Research finds Facebook use can impact on body image during pregnancy

New research from Swansea University has shown how high use of the social media site Facebook can have a negative impact on pregnant women’s body image

FacebookThe study published in Midwifery conducted by MSc Child Public Health  student Sarah Hicks and supervised by Dr Amy Brown in the Department of Public Health, Policy and Social Sciences explored 269 pregnant women's use of Facebook and their body image satisfaction in pregnancy. It found that the more women used Facebook, the higher their body image dissatisfaction. For nearly two thirds this was a direct effect of using the social media site; they reported that comparing their pregnant body and weight gain to other pregnant mums and celebrities on Facebook made them feel dissatisfied with how they looked.

Dr Amy Brown, Associate Professor and Programme Director for the MSc Child Public Health said ‘We know that higher Facebook use is associated with greater body image dissatisfaction in young people but this is the first study to shows its influences upon women during pregnancy. In some cases we found that women were deliberately restricting the amount of food they were eating during pregnancy or trying not to put on weight. This can increase the risk of poor nutrition and growth during pregnancy, which we know can have a long term for the health of babies. It’s really important to eat as healthy a diet a possible during pregnancy.

Sarah Hicks, who is now training to be a midwife, explained ‘We found that body image dissatisfaction was high amongst pregnant women with over half having concerns about what their body looked like during pregnancy, how much weight they were putting on and what their body would look like after having their baby. Less than one third ‘loved’ how they looked during pregnancy and less than 40% felt confident about their pregnant body. Meanwhile around two thirds were worried about their changing shape and felt they were gaining too much weight. Sadly 40% had been upset by other people’s negative comments about their body.’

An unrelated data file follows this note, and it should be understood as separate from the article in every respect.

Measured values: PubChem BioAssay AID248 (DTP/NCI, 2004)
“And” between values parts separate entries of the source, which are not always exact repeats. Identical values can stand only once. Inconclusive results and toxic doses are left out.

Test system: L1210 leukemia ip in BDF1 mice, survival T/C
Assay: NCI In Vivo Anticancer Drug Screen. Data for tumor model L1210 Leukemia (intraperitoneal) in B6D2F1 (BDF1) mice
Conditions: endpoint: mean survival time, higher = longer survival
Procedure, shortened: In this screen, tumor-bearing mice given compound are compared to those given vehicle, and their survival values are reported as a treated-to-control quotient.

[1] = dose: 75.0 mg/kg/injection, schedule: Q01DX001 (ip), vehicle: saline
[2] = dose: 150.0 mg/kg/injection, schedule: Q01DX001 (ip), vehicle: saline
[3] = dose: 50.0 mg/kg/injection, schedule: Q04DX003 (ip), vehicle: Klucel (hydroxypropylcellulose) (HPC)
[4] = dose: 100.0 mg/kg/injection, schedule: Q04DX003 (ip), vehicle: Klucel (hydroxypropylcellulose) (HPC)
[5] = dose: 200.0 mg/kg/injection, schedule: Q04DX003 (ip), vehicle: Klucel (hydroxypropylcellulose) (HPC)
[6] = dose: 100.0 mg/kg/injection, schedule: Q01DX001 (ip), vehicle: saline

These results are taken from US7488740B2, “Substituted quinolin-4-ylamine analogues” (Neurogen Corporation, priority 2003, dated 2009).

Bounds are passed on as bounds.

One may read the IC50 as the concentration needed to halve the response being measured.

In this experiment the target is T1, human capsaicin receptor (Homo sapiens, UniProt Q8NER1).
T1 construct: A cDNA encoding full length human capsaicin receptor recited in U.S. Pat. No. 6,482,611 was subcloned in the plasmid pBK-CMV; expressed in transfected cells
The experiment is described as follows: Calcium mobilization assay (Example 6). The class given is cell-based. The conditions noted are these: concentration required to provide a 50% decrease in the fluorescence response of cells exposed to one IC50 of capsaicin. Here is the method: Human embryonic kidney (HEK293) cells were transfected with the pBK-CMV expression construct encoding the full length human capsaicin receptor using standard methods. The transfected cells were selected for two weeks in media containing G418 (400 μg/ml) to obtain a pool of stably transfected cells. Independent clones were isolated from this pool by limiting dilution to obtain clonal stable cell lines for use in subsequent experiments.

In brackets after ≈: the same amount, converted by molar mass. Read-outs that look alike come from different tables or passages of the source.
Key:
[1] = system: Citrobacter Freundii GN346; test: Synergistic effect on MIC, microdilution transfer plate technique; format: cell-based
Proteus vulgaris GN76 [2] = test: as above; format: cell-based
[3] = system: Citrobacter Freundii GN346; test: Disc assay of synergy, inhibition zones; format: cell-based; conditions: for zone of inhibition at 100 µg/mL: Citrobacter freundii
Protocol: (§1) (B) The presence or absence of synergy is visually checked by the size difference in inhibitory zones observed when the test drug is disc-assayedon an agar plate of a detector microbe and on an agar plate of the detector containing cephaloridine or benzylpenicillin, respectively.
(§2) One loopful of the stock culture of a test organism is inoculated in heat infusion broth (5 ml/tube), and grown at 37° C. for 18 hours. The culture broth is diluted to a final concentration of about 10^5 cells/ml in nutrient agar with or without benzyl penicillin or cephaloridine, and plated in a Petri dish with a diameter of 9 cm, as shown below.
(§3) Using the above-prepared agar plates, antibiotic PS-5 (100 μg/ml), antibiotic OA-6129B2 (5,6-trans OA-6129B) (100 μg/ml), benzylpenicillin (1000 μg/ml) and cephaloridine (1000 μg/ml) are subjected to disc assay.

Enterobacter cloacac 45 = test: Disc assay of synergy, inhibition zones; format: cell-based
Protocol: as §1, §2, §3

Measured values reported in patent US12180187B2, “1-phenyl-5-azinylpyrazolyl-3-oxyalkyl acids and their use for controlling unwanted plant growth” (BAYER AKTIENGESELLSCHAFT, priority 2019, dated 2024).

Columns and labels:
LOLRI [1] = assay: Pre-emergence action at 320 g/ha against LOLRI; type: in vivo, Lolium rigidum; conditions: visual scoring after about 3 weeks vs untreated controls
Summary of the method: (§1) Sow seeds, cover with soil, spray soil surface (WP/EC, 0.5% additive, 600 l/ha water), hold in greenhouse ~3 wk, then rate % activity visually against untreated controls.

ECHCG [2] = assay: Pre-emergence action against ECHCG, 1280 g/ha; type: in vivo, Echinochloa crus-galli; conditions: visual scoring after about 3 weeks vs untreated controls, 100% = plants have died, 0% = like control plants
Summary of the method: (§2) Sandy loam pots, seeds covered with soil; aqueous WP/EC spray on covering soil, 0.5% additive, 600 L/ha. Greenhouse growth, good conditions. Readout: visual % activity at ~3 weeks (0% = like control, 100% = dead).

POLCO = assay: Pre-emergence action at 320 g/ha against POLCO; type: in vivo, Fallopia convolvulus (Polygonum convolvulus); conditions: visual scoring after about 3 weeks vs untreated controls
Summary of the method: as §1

Dr Brown added ‘There are number of explanations for the findings including that Facebook use may increase concerns about body image in pregnancy or it is also possible that women who are feeling negatively about their body seek out sources such as Facebook to make comparisons. However we did find that two thirds of women agreed with statements that they compared their body negatively to other pregnant women and celebrities on Facebook and that seeing photos of other pregnant women increased their dissatisfaction with their body. This is really high and of concern from both the perspective of the physical health of mum and baby during pregnancy but also mothers wellbeing. We know that people often only put their best photos on Facebook or use photo shopping apps to change how they look but this isn’t always clear and there needs to be more awareness, or a stance against doing this. Weight gain and body changes during pregnancy are not only normal but are helping your baby grow and develop. We need to celebrate this, not put pressure on women to look a certain way at this time.  

Sarah Hicks added ‘The findings are relevant to everyone who supports women during pregnancy. Understanding the pressures women face during pregnancy is really important to providing care that takes into consideration not only their physical health but their wellbeing too. Good mental health is critical during pregnancy and we hope the findings can be used to support women through their pregnancy and beyond.

Read ‘Higher Facebook use predicts greater body image dissatisfaction during pregnancy: The role of self-comparison’ in Midwifery.